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Striee Glazing

No treatment evokes antiqued sophistication or a rustic charm feel more than the classic Striee glaze. Applied on a variety of interior surfaces, this treatment is ideal for creating just the right charm to your kitchen cabinets, a bit of sophistication in your bath or powder room or country elegance on your interior doors, trim and window surrounds. Using a heavy hand during application creates a true rustic feel, while a more controlled approach creates casual charm and quite grace.

Antiquing Video Tutorial

Turn ordinary objects into heirlooms! Creating the 'Classic Antique' glaze finish for objects, furniture, walls and more. This detailed step-by-step tutorial shows how to mix the right colors to create the perfect antiquing solution for any object, furniture, picture frame and more.


Color Palette

Create a history for your antiqued objects.

The best approach to antiquing is to think in terms of the passage of time. What would happen to any given object as it matured through time? Passing from one owner to the next, or resting quietly in the back of a dusty shop. Dirt starts to settle. As people clean or move these objects around, the high points, edges and top would naturally be exposed to polishing, rubbing or knicks and dings. Meanwhile, the recesses and deep areas slowly become more distinguished as they settle and mature. In step 8, above, we see just that. The buffing of the ‘high traffic’ points, while our newly applied antique glaze stays put in the details.

The 'Classic Antique Glaze'. A blending of Raw Umber, Van Dyke Brown and Burnt Sienna colorant.

Base color – Antique White

Glaze color – Champagne Straw


Step 1:

Applying base color. 

Apply the base color, Antique White, over your sanded and primed door panels and casings. A mini roller and 3 inch brush combination works will to insure a smooth base upon which to work.

Step 2:

Mix the glaze

The Glaze solution is created by mixing Raw Umber, Raw Sienna and Burnt Umber in a 5:4:1 ration respectively. Mix Universal Tints with glazing liquid and water. Not more than a quart of glazing liquid is generally needed and this can be mixed with up to 3 quarts of water to create a fluid solution about the consistency of milk.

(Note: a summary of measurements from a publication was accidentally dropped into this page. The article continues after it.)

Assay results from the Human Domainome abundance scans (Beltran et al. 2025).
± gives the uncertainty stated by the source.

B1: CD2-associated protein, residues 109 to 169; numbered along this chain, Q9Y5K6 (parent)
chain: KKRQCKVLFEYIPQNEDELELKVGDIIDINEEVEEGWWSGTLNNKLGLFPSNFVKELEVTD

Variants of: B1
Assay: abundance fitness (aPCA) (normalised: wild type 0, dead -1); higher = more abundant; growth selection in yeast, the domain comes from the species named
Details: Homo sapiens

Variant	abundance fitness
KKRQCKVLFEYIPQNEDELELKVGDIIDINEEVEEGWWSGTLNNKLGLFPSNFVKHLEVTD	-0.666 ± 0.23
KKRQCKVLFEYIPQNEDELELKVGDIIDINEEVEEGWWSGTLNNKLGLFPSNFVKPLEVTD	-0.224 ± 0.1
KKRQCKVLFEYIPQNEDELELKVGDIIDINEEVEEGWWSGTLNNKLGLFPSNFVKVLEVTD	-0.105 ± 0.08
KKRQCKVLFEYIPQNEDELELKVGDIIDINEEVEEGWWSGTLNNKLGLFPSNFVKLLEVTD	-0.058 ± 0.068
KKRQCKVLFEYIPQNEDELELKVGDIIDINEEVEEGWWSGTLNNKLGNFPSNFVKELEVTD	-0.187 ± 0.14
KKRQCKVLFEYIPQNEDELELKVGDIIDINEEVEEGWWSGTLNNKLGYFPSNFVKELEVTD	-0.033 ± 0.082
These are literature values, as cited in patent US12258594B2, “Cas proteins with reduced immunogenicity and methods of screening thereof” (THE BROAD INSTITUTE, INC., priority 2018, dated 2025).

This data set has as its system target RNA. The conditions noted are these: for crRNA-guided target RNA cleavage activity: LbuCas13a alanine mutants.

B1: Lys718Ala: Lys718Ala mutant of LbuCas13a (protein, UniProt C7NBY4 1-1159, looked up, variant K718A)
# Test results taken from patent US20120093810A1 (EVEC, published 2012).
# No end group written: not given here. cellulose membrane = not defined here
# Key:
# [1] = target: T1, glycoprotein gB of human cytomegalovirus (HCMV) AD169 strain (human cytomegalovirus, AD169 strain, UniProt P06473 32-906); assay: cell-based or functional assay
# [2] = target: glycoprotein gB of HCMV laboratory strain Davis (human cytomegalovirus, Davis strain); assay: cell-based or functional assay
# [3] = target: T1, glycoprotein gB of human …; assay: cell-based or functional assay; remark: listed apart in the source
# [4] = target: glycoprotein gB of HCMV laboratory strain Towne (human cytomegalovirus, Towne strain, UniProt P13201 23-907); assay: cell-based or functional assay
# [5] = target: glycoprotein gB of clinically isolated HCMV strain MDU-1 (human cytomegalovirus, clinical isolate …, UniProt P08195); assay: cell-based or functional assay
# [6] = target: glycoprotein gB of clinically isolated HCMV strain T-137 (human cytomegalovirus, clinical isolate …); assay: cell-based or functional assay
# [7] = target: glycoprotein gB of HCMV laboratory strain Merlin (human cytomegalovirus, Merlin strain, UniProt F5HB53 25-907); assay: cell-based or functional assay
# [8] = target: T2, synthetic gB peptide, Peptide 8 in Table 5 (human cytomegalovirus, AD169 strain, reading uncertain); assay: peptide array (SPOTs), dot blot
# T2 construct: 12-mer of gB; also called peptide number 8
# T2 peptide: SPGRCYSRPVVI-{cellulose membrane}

Step 3:

Apply the Glaze.

I begin by wetting the panel to be glazed with water. When creating this treatment I like to create a ‘halo’ effect, keeping the center panel slightly lighter, and the outer edges slightly darker to increase the ‘antiqued’ appearance. Using the 3 inch brush, I’ll apply the glaze on the outer frame and work inward, keeping the center area void of color. 


Step 4:

Drag glaze.

With my second, dry 3 inch brush, start in the center panel and drag the glaze up and down in straight, even motions, pulling glaze into the center area in the process. Methodically work across the panel.

Regularly wipe your dry brush with a clean rag to keep it clean and dry while dragging the glaze.


Pre-mixed Glazes

Ready, set, GO!

Getting going with these premixed glazes. Select one of our pre-mixed glaze colors or create your own. We custom mix any color from all major paint manufacturers. Just pick your own color from any swatch book and let us know the paint name and number and we'll send you the right glaze - interior or exterior - custom matched to your liking.

Create classic effects such as colorwashing, dragging, striee, antiquing effects, furniture effects and much more!

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Step 5:

Drag outside frame.

Work on the top and bottom outside frame by dragging in one even horizontal motion. 


Step 6:

Finish frsame.

Finish off the left and right frame, again brushing in even up and down motion. 


Step 7:

Clean outer edges.

Complete the effect by wiping clean the inner and outer edge of the panel. Wrapping a clean rag over my finger allows me to carefully wipe the edge clean. This final effect accentuates the profiles of the cabinet door, adding character and reinforcing the antiqued appearance. 



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